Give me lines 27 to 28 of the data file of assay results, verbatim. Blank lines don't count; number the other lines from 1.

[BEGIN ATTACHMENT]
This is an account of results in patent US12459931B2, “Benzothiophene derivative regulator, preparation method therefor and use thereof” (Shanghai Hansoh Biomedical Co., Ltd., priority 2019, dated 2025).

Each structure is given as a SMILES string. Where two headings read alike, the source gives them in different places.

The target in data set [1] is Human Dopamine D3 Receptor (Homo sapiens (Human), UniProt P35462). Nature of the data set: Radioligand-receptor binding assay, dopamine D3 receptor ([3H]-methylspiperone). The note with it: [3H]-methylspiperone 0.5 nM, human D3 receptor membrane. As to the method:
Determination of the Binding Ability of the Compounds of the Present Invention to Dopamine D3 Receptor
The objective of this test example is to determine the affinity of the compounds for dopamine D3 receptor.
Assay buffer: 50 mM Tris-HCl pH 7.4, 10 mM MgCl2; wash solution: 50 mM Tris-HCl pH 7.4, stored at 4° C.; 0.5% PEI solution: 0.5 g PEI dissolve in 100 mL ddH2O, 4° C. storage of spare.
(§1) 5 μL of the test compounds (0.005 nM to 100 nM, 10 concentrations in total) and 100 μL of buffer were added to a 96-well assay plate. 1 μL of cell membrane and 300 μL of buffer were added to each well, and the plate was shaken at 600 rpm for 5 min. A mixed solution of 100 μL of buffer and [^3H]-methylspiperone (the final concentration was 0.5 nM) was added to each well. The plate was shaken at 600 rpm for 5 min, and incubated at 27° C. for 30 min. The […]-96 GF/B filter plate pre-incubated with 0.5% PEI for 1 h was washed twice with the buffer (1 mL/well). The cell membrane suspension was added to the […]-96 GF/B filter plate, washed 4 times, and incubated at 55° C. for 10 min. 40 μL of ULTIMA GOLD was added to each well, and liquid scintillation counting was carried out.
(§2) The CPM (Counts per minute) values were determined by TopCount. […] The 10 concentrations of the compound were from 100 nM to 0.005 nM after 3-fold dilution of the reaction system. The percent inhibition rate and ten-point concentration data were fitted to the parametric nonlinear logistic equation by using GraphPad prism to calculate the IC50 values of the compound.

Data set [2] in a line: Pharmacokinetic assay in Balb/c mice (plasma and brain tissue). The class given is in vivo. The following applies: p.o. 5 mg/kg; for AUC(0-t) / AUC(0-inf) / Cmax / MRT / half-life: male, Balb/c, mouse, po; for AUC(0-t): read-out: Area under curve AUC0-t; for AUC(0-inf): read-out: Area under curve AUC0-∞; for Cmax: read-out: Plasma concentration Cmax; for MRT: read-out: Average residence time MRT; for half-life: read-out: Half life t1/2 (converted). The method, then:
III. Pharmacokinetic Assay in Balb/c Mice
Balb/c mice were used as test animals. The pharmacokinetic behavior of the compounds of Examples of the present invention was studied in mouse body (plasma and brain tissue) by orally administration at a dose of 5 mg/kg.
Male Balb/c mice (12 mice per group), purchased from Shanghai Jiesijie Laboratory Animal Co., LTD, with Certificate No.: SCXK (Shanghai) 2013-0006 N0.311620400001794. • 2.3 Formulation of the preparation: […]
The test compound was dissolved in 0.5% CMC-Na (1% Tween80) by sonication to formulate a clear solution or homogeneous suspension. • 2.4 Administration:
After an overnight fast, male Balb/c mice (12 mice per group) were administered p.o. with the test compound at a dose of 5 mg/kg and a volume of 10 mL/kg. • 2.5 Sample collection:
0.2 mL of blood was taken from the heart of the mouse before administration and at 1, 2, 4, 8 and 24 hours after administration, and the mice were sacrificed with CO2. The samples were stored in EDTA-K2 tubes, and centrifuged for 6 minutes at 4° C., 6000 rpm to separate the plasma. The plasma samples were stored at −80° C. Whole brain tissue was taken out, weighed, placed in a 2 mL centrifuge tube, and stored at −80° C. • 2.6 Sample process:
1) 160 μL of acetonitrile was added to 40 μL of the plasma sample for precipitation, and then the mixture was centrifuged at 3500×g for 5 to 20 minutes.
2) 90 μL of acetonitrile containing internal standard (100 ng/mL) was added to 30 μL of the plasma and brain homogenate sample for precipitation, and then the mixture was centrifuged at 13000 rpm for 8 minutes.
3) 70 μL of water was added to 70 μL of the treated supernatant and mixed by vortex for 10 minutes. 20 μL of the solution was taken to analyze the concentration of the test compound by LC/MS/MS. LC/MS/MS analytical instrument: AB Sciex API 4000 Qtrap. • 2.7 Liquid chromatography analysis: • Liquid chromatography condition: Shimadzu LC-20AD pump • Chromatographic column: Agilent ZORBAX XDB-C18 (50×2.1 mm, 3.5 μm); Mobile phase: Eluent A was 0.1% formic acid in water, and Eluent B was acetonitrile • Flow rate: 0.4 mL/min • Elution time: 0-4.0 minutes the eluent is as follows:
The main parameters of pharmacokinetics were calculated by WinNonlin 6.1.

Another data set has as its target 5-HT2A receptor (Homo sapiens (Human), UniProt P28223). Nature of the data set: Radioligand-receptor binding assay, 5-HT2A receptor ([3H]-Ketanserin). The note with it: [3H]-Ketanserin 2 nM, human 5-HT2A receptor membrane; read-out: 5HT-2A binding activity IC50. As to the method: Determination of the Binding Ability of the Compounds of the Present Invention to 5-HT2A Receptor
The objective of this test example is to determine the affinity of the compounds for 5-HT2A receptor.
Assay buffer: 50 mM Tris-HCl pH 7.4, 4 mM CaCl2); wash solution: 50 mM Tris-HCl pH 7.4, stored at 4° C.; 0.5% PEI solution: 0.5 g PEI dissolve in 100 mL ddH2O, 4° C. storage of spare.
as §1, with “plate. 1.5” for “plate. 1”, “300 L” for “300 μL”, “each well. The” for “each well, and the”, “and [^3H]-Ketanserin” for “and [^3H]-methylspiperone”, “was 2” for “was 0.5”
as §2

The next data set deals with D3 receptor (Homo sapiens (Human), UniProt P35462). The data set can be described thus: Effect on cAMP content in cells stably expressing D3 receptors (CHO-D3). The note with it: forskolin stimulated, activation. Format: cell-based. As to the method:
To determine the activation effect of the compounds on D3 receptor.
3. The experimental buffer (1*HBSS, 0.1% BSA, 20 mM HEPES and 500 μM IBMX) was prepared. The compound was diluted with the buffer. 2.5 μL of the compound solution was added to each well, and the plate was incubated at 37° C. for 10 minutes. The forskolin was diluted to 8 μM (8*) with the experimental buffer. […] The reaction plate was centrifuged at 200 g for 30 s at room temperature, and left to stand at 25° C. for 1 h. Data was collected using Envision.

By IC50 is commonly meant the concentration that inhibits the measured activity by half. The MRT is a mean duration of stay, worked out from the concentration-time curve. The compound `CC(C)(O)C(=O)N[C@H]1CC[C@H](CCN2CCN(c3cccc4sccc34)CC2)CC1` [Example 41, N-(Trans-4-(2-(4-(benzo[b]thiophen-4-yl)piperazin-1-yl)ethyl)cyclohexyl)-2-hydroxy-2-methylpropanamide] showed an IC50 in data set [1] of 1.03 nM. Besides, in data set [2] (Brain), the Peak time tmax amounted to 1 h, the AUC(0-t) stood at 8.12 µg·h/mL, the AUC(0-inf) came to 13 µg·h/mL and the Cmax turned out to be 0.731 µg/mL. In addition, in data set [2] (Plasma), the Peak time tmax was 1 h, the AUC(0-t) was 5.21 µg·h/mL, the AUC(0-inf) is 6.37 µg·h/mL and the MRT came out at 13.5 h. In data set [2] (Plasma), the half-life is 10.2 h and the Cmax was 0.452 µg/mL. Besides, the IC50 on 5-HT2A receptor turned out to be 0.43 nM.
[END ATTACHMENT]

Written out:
3. The experimental buffer (1*HBSS, 0.1% BSA, 20 mM HEPES and 500 μM IBMX) was prepared. The compound was diluted with the buffer. 2.5 μL of the compound solution was added to each well, and the plate was incubated at 37° C. for 10 minutes. The forskolin was diluted to 8 μM (8*) with the experimental buffer. […] The reaction plate was centrifuged at 200 g for 30 s at room temperature, and left to stand at 25° C. for 1 h. Data was collected using Envision.

By IC50 is commonly meant the concentration that inhibits the measured activity by half. The MRT is a mean duration of stay, worked out from the concentration-time curve. The compound `CC(C)(O)C(=O)N[C@H]1CC[C@H](CCN2CCN(c3cccc4sccc34)CC2)CC1` [Example 41, N-(Trans-4-(2-(4-(benzo[b]thiophen-4-yl)piperazin-1-yl)ethyl)cyclohexyl)-2-hydroxy-2-methylpropanamide] showed an IC50 in data set [1] of 1.03 nM. Besides, in data set [2] (Brain), the Peak time tmax amounted to 1 h, the AUC(0-t) stood at 8.12 µg·h/mL, the AUC(0-inf) came to 13 µg·h/mL and the Cmax turned out to be 0.731 µg/mL. In addition, in data set [2] (Plasma), the Peak time tmax was 1 h, the AUC(0-t) was 5.21 µg·h/mL, the AUC(0-inf) is 6.37 µg·h/mL and the MRT came out at 13.5 h. In data set [2] (Plasma), the half-life is 10.2 h and the Cmax was 0.452 µg/mL. Besides, the IC50 on 5-HT2A receptor turned out to be 0.43 nM.